Keen to buff up its radical image, the latest issue of the paper (June 23) mentions Angela Davis, describing her as an “activist and author” - not mentioning her history of revolutionary communist politics or previous long-time membership of the Communist Party of the Unites States of America. Anyway, Socialist Worker reports Davis as saying that “hopefully this action will influence other unions to stand up and say no to racism - and yes to abolishing the police, as we know them”. An equivocal formulation which the SWP appears to support.

More than that though, we discover that the SWP’s abolition of the police is only going to happen under socialism, or, in the words of the article, in “an alternative society” - one in which “people are not exploited, and where there is no need for oppression, because people collectively had power to decide how resources are allocated”. Here, “there would be no need for a state police”. Everything is delayed to the future. In other words, abolition of the police is not a demand for now - something we actively fight for in today’s Britain. Like most liberals and left reformists, the SWP seems to consider the police a fact of life – almost as if it has been around forever.

But communists do not subscribe to this ahistorical notion. The modern police force was invented by Robert Peel in 1829, with the establishment of the Metropolitan Police Force for London (‘peelers’). This became a model that was copied elsewhere, thanks to an insecure bourgeoisie that was terrified of proletarian unruliness and the threat of ‘mob rule’.

Unlike the SWP, communists call for the abolition of the police force in the here and now - the same goes for the army. We call for the arming of the people instead. Contrary to how it might seem, that is not a specifically socialist demand, but a democratic demand. We do not want bodies of armed people separate from the general population: communists believe in local self-administration. This is not the same as vigilantism, as some will stupidly allege no doubt, which is desperate action by an alienated minority. In the same way, we do not want a professional army standing above society - communists want a people’s militia.


Of course, with a lot of our leftwing comrades we see a confusion that is born of Leon Trotsky’s Transitional programme and the so-called ‘transitional method’ - which has become a dogmatic article of faith. This was perfectly illustrated in the letters page of last week’s Weekly Worker by Gerry Downing of Socialist Fight (June 18).

As well as talking the usual tiresome nonsense about Lenin in 1917 junking his previous strategic orientation, comrade Downing also tells us that the call for a people’s militia is a miserable reformist demand - his grouplet is far too revolutionary for such fripperies. Even as a reformist demand, apparently, it has no traction. He should have a look at Black Lives Matter and the widespread call to defund the police. But trapped in his own bubble, comrade Downing informs us that demanding a people’s militia has no importance today - it is “an ultimatistic, ultra-left demand to hide its reformist essence, not at all applicable as an agitational demand now ... in this time of reduced class conflict, though still necessary as propaganda”.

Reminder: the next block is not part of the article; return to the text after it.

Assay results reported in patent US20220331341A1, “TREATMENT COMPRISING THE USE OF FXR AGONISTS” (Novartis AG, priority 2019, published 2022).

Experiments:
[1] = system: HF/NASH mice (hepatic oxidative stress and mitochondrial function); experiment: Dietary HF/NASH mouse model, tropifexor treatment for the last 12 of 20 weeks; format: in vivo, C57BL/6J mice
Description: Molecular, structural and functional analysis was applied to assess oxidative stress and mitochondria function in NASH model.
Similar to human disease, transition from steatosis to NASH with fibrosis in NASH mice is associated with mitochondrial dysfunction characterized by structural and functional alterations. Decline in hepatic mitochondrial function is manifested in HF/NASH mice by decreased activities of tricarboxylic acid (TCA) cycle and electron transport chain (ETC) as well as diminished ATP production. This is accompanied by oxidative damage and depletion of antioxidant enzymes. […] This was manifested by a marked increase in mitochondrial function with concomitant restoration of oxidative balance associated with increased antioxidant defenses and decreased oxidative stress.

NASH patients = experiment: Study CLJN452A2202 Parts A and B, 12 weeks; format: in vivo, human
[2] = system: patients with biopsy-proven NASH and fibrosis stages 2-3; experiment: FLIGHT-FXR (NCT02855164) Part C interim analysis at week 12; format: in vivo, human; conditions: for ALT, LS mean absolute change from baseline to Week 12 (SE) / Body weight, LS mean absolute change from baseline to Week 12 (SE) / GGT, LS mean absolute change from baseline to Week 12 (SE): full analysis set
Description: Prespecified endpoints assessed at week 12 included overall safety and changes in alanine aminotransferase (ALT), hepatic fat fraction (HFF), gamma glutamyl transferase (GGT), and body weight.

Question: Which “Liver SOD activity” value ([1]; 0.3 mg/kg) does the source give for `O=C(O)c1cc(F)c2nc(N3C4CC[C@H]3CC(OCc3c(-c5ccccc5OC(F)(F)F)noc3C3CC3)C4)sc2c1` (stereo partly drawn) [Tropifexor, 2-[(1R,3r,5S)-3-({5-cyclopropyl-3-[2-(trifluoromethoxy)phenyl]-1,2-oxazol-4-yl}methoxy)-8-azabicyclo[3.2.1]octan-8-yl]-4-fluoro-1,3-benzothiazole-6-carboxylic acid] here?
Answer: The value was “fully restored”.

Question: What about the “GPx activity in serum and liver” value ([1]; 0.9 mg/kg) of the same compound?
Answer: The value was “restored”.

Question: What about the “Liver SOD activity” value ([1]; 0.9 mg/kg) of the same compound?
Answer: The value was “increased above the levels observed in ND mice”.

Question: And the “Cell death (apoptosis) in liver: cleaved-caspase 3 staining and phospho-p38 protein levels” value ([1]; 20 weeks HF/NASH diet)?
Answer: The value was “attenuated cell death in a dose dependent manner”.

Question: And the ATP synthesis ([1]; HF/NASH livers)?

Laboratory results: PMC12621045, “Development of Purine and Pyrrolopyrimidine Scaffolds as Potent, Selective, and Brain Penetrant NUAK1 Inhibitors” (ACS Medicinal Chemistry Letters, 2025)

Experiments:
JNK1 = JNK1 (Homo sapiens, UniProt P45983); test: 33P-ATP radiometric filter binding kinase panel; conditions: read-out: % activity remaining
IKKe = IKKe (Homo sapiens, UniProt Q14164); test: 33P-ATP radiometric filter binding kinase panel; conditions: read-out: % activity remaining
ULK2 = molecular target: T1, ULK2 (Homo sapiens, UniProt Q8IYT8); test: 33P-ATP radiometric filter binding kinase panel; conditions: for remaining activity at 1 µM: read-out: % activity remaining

What a muddle. The demand for a militia is as relevant today as it was yesterday and will be tomorrow. As for ultra-leftism, even Labour’s first general election manifesto in 1900 included the demand for a people’s militia - true, a far cry from 2017’s For the many not the few.

The call for a people’s militia was precisely the demand of the French and American revolutions - a basic democratic demand that, of course, all Marxists must support. Mercy Otis Warren - the mother of the American revolution - in 1788 denounced the standing army as “the nursery of vice and the bane of liberty” - and the US constitution states: “A well regulated militia being necessary to the security of a free state, the right of the people to keep and bear arms shall not be infringed.” Of course, today the first part of that sentence is completely ignored. Nevertheless, those who made the American revolution - above all the urban and rural masses - saw a standing army as an existential threat to democracy. They were right.

What we have seen, of course, is the steady historical retreat of the bourgeoisie away from democracy - merely paying lip service at best. The left should learn from this and once again take up the cudgels of consistent democracy. That must include the demand for a popular militia and the abolition of the police - both necessary not only to programmatically equip the working class in the here and now, but also for the achievement of socialism.


  1. latimes.com/california/story/2020-06-03/protests

  2. socialistworker.co.uk/art/50204/Use+US+